The Society of Colonial Wars

​ in the Commonwealth of Pennsylvania

Welcome to the Society of Colonial Wars in the Commonwealth of Pennsylvania!

Document Library:

Under Construction

Becoming a Member:

The Society of Colonial Wars is instituted to perpetuate the memory of events in American Colonial History, and of the men who, in military and naval service, and in civil positions of trust and responsibility, by their acts or counsels assisted in the establishment, defense, and preservation of the American Colonies, and who were, in truth, the founders of the Nation.Read More

Historical Timeline:

Under Construction

  Pennsylvania History Overview:

     Before European settlement, Pennsylvania was inhabited by many Indian tribes, including the Erie, Honniasont, Huron, Iroquois (especially Seneca and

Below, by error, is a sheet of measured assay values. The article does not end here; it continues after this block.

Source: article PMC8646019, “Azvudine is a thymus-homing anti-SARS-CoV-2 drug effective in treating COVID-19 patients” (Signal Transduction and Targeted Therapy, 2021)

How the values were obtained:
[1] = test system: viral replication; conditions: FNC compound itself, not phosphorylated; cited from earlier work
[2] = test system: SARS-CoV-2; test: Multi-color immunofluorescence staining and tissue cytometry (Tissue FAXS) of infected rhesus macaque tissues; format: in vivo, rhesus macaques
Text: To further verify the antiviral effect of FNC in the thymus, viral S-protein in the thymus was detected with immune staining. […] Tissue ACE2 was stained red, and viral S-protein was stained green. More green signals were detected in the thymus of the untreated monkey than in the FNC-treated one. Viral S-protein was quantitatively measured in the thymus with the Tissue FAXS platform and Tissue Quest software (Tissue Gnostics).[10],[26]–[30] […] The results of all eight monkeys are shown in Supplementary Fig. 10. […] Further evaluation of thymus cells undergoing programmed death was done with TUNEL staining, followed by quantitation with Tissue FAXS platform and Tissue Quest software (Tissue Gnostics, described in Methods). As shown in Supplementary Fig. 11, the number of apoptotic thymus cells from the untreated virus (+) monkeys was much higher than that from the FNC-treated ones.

Oneida), Leni Lenape, Munsee, Shawnee, Susquehannock, and unknown others. 

     King Charles II of England owed $80,000 to Admiral Sir William Penn. In 1681, as payment for the debt, the king granted what is today Pennsylvania to
  the admiral's son, also named William Penn. Penn named the territory New Wales. A Welsh member of England's Privy Council objected, so Penn called it
  Sylvania (woods). The king changed the name to Pennsylvania, in honor of the admiral.

     The founding of Pennsylvania, about 40,000 square miles, was confirmed to William Penn under the Great Seal on January 5, 1681. Penn induced people
  to emigrate, the terms being 40 shillings per hundred acres, and "shares" of 5,000 acres for 100 pounds. These generous terms induced many to set out for  
  the New World.